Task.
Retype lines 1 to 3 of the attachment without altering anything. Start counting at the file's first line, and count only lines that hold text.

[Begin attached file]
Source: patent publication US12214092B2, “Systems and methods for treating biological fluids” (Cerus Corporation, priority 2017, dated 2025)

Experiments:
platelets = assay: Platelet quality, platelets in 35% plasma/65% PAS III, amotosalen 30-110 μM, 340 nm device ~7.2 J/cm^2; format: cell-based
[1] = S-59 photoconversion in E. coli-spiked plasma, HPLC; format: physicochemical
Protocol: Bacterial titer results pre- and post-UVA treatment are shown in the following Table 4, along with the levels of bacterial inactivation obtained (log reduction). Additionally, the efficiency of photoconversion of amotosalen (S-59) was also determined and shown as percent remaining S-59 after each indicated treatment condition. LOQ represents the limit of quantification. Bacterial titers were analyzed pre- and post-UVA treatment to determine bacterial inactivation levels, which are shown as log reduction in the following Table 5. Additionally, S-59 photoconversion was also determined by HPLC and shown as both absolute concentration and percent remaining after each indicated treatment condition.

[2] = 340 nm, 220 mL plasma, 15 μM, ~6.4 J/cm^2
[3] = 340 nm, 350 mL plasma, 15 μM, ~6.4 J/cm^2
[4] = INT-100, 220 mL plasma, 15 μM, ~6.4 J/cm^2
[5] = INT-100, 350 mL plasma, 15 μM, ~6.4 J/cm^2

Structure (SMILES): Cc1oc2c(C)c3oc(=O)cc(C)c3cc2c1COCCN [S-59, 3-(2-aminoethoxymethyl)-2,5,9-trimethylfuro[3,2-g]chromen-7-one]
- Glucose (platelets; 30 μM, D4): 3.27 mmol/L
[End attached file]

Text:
Source: patent publication US12214092B2, “Systems and methods for treating biological fluids” (Cerus Corporation, priority 2017, dated 2025)

Experiments:
platelets = assay: Platelet quality, platelets in 35% plasma/65% PAS III, amotosalen 30-110 μM, 340 nm device ~7.2 J/cm^2; format: cell-based